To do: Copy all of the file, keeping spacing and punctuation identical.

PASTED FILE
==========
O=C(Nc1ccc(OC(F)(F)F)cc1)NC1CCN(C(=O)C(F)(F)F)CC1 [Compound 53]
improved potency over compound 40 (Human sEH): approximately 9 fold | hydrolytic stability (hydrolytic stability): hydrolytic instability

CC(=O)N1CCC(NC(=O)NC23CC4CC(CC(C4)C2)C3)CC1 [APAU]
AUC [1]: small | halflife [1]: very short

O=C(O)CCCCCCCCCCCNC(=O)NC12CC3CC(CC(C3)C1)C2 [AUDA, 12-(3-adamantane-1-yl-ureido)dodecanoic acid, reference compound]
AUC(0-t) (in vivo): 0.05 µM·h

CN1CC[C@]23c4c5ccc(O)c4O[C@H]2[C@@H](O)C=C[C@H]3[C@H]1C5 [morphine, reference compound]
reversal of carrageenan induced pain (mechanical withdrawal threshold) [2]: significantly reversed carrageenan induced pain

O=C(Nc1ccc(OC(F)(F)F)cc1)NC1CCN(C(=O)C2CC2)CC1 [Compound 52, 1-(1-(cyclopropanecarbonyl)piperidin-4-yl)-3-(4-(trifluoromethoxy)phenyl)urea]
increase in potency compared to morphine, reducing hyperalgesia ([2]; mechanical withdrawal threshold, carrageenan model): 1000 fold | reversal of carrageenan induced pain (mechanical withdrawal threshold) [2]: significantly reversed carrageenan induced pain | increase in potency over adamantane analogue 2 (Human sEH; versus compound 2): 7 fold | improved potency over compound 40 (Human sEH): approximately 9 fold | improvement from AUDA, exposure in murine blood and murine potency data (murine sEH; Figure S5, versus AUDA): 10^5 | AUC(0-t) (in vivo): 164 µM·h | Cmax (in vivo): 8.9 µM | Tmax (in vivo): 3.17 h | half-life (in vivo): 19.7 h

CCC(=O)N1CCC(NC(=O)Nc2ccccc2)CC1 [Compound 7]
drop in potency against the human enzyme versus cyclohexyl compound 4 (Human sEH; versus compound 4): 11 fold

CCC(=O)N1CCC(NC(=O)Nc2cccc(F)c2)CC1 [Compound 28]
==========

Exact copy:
O=C(Nc1ccc(OC(F)(F)F)cc1)NC1CCN(C(=O)C(F)(F)F)CC1 [Compound 53]
improved potency over compound 40 (Human sEH): approximately 9 fold | hydrolytic stability (hydrolytic stability): hydrolytic instability

CC(=O)N1CCC(NC(=O)NC23CC4CC(CC(C4)C2)C3)CC1 [APAU]
AUC [1]: small | halflife [1]: very short

O=C(O)CCCCCCCCCCCNC(=O)NC12CC3CC(CC(C3)C1)C2 [AUDA, 12-(3-adamantane-1-yl-ureido)dodecanoic acid, reference compound]
AUC(0-t) (in vivo): 0.05 µM·h

CN1CC[C@]23c4c5ccc(O)c4O[C@H]2[C@@H](O)C=C[C@H]3[C@H]1C5 [morphine, reference compound]
reversal of carrageenan induced pain (mechanical withdrawal threshold) [2]: significantly reversed carrageenan induced pain

O=C(Nc1ccc(OC(F)(F)F)cc1)NC1CCN(C(=O)C2CC2)CC1 [Compound 52, 1-(1-(cyclopropanecarbonyl)piperidin-4-yl)-3-(4-(trifluoromethoxy)phenyl)urea]
increase in potency compared to morphine, reducing hyperalgesia ([2]; mechanical withdrawal threshold, carrageenan model): 1000 fold | reversal of carrageenan induced pain (mechanical withdrawal threshold) [2]: significantly reversed carrageenan induced pain | increase in potency over adamantane analogue 2 (Human sEH; versus compound 2): 7 fold | improved potency over compound 40 (Human sEH): approximately 9 fold | improvement from AUDA, exposure in murine blood and murine potency data (murine sEH; Figure S5, versus AUDA): 10^5 | AUC(0-t) (in vivo): 164 µM·h | Cmax (in vivo): 8.9 µM | Tmax (in vivo): 3.17 h | half-life (in vivo): 19.7 h

CCC(=O)N1CCC(NC(=O)Nc2ccccc2)CC1 [Compound 7]
drop in potency against the human enzyme versus cyclohexyl compound 4 (Human sEH; versus compound 4): 11 fold

CCC(=O)N1CCC(NC(=O)Nc2cccc(F)c2)CC1 [Compound 28]